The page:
It was centered about three miles northeast of Goochland Courthouse and not far from Oilville.

Earthquakes with magnitudes less than 2.5 are often not felt, but will be picked up by seismograph.

People from Hanover and Powhatan counties, as well as folks in Short Pump and other nearby locations, reported feeling the quake.

"No reports of injuries or damages resulting from the earthquake have been reported as of 8:30 a.m. on Monday," Goochland Administrative Services Manager Paul Drumwright said. "Goochland County and VDEM request citizens check over their homes and property for any visual or hidden damages. Attention should be paid to foundations, chimneys, and sheetrock of homes and businesses.

Dig

Garbage landslide kills at least 30 in Addis Ababa, Ethiopia

© AP
About 150 people were at the site when the landslide struck on Sunday
Dozens missing after huge landslide at decades-old landfill site near the capital buries squatters' makeshift homes.

At least 30 people have been killed and dozens are missing after a landslide struck at a massive garbage dump on the outskirts of Ethiopia's capital.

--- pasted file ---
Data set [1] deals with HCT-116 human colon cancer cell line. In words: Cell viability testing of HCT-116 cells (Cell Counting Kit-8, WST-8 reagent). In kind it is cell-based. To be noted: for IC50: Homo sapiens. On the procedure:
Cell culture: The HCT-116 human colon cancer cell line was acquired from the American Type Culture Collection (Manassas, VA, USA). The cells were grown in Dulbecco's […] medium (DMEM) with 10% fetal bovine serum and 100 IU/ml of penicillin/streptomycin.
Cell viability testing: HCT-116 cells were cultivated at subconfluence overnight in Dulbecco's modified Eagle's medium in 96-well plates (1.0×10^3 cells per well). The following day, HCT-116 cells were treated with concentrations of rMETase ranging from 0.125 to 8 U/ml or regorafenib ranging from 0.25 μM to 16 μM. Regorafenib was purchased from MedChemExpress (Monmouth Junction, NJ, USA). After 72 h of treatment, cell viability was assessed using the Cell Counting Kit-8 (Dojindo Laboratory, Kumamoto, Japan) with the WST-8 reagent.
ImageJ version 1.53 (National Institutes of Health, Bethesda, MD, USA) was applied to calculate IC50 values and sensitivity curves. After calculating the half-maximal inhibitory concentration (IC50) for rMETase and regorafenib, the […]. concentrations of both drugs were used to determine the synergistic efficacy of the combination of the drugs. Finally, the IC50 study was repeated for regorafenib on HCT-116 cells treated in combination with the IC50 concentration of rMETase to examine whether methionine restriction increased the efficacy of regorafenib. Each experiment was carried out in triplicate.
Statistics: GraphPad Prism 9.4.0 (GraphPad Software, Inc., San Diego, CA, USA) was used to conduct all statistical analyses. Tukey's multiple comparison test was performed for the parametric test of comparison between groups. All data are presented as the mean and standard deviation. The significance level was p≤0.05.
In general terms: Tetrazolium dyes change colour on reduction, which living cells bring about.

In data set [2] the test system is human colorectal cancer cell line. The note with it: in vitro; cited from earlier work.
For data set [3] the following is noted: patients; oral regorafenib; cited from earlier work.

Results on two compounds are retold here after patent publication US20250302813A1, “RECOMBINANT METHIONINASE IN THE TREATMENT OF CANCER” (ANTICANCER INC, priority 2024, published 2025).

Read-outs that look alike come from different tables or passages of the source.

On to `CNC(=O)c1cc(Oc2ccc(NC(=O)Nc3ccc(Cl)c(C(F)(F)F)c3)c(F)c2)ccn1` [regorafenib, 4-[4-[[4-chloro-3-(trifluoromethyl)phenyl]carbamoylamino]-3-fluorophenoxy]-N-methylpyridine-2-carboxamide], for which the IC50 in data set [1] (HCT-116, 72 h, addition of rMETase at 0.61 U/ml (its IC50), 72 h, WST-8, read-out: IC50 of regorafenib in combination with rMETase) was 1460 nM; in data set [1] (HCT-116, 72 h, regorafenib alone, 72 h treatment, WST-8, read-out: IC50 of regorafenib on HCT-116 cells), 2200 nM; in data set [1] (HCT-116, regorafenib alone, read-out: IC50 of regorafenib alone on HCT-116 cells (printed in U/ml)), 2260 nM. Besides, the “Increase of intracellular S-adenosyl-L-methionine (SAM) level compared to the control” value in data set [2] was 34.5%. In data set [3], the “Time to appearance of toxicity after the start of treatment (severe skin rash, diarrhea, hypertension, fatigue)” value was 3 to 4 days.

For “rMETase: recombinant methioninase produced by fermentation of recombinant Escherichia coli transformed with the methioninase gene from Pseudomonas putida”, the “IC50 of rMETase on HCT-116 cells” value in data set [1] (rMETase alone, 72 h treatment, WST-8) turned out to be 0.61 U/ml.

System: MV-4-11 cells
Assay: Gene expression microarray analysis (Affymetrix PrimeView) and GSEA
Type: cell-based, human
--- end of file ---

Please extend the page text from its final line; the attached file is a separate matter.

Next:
The landslide late on Saturday levelled more than 30 makeshift homes of squatters living inside the Koshe landfill on the outskirts of Addis Ababa, said Dagmawit Moges, head of the city's communications bureau.

Moges said most of the dead were women and children, and more bodies were expected to be found in the coming hours.

It was not immediately clear what caused Saturday night's disaster. "We expect the number of victims to increase because the landslide covered a relatively large area," he said.